Google I/O 2022 felt like a flashback

Google IO 2022 wallet on pixel watch

Google I/O 2022 had some exciting announcements. We saw details on the Pixel 6a, the Pixel 7, the long-anticipated Pixel Watch, and even a Pixel Tablet coming in 2023. However, buried among the intriguing reveals were a handful of mundane updates about tech and services that have existed for years. We’re not sure entirely why there was so much talk about old stuff, but we’re going to take a look at some of it now.

Read more: Android 13 features — Everything we know so far

More apps on Wear OS, again

Google IO 2022 wear os growth in the last year
This one may need to be filed under “stuff we hear every year.” Although Google announced quite a few new things for Wear OS this year, it couldn’t resist another update on app compatibility.

Despite being out for years at this point, only now do we have announcements for hit new music apps like Deezer and SoundCloud, with “many more” coming soon. In case the sarcasm wasn’t readily evident, Deezer and SoundCloud are ancient music services. Google’s inability to get developers to treat Wear OS as a development priority comes up on an almost yearly basis. To be honest, it was a little disheartening to be reminded that such apps weren’t available on Wear OS 3.0 already.

See also: The best Wear OS watches you can buy

Now here’s the real question: Do we believe that Wear OS is about to become the must-develop-for-wearables platform? Google has been beating this drum since Wear OS launched seven years ago, but things have changed a little bit in this space. Samsung has Wear OS watches now and the new Pixel Watch is finally a flagship watch. Perhaps the new wave of actually intriguing devices will motivate developers into making more Wear OS apps. We’ll have to see, but hearing it yet again in 2022 was a reminder of Google’s ongoing difficulties in the wearables space.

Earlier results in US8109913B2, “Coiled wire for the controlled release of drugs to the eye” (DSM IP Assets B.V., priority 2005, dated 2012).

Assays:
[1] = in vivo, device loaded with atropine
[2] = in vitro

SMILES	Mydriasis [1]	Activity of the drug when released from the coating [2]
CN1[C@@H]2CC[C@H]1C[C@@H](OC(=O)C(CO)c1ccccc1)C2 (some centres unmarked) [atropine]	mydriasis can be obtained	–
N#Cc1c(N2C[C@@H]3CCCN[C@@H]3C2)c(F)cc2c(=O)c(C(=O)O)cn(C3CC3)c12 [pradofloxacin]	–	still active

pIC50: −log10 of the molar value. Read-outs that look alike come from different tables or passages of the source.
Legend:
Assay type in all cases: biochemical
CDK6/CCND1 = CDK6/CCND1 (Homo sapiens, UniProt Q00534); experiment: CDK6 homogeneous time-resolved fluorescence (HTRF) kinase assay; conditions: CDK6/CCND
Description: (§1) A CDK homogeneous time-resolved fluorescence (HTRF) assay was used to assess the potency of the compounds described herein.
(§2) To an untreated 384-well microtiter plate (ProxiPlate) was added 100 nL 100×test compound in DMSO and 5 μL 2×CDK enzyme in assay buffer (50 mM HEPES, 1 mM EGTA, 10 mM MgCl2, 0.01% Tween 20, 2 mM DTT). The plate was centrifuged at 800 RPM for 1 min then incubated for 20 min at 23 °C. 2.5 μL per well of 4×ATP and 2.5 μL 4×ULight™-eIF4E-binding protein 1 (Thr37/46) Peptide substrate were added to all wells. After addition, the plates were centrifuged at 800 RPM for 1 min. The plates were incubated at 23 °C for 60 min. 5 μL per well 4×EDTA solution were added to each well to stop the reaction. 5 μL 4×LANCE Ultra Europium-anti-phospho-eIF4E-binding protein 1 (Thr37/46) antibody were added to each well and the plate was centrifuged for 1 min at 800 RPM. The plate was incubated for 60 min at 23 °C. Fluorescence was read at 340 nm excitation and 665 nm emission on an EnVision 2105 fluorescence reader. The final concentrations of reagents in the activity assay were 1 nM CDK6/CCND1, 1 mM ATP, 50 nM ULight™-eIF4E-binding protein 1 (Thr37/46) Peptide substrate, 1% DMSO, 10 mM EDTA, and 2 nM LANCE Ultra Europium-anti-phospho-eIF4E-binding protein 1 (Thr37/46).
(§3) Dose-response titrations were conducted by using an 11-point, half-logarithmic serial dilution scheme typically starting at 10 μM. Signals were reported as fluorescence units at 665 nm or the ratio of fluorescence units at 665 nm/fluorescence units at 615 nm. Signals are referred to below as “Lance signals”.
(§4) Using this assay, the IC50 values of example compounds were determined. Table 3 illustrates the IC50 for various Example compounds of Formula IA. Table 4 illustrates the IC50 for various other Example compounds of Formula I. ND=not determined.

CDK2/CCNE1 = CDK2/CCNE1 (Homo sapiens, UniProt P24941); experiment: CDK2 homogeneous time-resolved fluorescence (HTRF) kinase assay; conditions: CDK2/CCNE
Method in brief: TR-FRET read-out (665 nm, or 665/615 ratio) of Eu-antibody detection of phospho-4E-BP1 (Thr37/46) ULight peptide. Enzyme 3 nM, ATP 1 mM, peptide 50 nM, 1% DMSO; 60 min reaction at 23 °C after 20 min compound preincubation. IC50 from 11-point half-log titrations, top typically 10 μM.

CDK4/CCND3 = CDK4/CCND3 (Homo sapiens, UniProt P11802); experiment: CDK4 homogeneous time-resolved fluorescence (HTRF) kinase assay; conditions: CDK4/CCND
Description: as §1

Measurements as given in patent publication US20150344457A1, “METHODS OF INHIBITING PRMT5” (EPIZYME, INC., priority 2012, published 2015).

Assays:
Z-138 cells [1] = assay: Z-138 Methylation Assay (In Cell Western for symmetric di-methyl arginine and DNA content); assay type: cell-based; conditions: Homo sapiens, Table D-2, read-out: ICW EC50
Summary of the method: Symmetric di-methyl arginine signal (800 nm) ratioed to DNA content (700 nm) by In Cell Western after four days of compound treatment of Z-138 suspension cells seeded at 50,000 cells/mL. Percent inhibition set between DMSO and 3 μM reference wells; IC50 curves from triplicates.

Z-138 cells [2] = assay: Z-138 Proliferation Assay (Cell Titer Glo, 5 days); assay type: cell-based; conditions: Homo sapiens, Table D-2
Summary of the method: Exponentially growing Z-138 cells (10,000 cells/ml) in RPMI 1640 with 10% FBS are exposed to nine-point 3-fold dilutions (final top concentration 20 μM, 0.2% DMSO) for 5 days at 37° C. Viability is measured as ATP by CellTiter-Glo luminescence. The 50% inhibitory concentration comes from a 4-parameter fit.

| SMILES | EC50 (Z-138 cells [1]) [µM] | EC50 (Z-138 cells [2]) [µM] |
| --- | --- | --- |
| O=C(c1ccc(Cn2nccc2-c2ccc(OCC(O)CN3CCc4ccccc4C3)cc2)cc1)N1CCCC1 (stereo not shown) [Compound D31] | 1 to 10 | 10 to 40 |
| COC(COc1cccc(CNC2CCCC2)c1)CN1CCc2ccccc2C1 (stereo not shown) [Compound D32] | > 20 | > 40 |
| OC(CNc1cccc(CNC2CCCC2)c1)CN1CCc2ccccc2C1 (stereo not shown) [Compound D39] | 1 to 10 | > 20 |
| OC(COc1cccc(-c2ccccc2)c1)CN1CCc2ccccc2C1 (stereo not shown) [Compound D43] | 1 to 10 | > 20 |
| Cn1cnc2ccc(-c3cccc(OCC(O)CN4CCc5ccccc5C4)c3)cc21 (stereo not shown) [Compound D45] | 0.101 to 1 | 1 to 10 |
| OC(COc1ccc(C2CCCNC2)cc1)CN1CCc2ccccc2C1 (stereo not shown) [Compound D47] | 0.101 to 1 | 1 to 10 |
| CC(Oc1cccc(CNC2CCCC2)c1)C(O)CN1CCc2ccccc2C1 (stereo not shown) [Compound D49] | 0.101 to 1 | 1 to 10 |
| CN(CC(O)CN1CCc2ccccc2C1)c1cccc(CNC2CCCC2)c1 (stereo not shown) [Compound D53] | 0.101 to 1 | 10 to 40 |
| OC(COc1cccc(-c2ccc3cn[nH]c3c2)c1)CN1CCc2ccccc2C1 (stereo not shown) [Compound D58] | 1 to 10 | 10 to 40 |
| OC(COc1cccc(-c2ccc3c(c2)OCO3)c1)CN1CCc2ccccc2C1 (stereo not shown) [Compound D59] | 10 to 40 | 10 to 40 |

Google Wallet was announced, again

Google IO 2022 digital id google wallet
For real, dear readers, did you hear that Google is launching something called Google Wallet?

You weren’t alone doing a double-take during the keynote, as this is actually the second time Google has announced and released Google Wallet. Google Wallet originally launched in 2011 and this year’s release really felt like an announcement from 2011. The new one is basically the same as the old one. You input your cards, tap-to-pay at terminals, and you can add stuff like membership or rewards cards.

The new Google Wallet looks a lot like the old one.

It does have some new tricks, but even the new tricks feel old. You can add your driver’s license to this version of it — a feature Apple Wallet introduced in 2021. We even knew that was coming because it was one of the new features in Android 11 two years ago. Watching Google employees talk excitedly about Google Wallet felt like deja vu because those of us who have been in the tech blogging industry for a while have literally watched this happen before. It was awesome.

It turns out casting to a TV is a big deal, again

Google IO 2022 fast pair
This one was a bit of a curiosity. During the Google I/O 2022 keynote, there was a whole segment about the importance of casting your phone screen to other screens like your TV. They even talked about how much better it would be if it were more widely available. In the real world, Chromecast is the most popular streaming stick and Google has sold 55 million of them since 2017. That indicates to me, at least, that Google has already won the war on TV casting and we’re not sure why they brought it up again like it’s only just now becoming relevant.